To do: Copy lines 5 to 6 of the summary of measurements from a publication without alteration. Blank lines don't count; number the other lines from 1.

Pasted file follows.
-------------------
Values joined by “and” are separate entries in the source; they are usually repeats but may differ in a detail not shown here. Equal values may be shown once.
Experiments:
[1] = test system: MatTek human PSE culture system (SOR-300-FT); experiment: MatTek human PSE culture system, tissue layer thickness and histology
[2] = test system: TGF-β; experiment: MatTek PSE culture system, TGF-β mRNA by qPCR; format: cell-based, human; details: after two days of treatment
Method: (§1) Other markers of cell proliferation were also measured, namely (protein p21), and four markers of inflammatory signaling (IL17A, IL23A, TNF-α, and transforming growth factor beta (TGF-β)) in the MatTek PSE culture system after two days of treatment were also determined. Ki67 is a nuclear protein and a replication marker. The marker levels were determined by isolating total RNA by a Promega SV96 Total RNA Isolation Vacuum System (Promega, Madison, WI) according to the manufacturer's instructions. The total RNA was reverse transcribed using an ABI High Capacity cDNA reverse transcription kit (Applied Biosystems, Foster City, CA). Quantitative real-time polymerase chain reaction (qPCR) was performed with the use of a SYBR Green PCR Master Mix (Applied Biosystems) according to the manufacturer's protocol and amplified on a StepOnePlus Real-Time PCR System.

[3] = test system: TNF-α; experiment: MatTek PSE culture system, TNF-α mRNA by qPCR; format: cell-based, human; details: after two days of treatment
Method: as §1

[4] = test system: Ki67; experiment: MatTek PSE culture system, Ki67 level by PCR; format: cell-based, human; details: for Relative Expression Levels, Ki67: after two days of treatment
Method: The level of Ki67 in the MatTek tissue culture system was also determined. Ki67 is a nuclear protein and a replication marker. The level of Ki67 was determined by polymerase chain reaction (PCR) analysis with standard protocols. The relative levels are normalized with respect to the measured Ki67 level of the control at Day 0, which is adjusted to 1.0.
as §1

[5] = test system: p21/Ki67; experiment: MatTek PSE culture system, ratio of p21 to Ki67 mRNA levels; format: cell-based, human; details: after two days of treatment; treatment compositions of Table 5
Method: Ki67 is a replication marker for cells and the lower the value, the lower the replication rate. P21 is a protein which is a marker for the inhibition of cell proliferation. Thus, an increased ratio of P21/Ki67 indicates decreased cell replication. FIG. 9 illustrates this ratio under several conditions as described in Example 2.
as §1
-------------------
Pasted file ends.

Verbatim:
Method: (§1) Other markers of cell proliferation were also measured, namely (protein p21), and four markers of inflammatory signaling (IL17A, IL23A, TNF-α, and transforming growth factor beta (TGF-β)) in the MatTek PSE culture system after two days of treatment were also determined. Ki67 is a nuclear protein and a replication marker. The marker levels were determined by isolating total RNA by a Promega SV96 Total RNA Isolation Vacuum System (Promega, Madison, WI) according to the manufacturer's instructions. The total RNA was reverse transcribed using an ABI High Capacity cDNA reverse transcription kit (Applied Biosystems, Foster City, CA). Quantitative real-time polymerase chain reaction (qPCR) was performed with the use of a SYBR Green PCR Master Mix (Applied Biosystems) according to the manufacturer's protocol and amplified on a StepOnePlus Real-Time PCR System.

[3] = test system: TNF-α; experiment: MatTek PSE culture system, TNF-α mRNA by qPCR; format: cell-based, human; details: after two days of treatment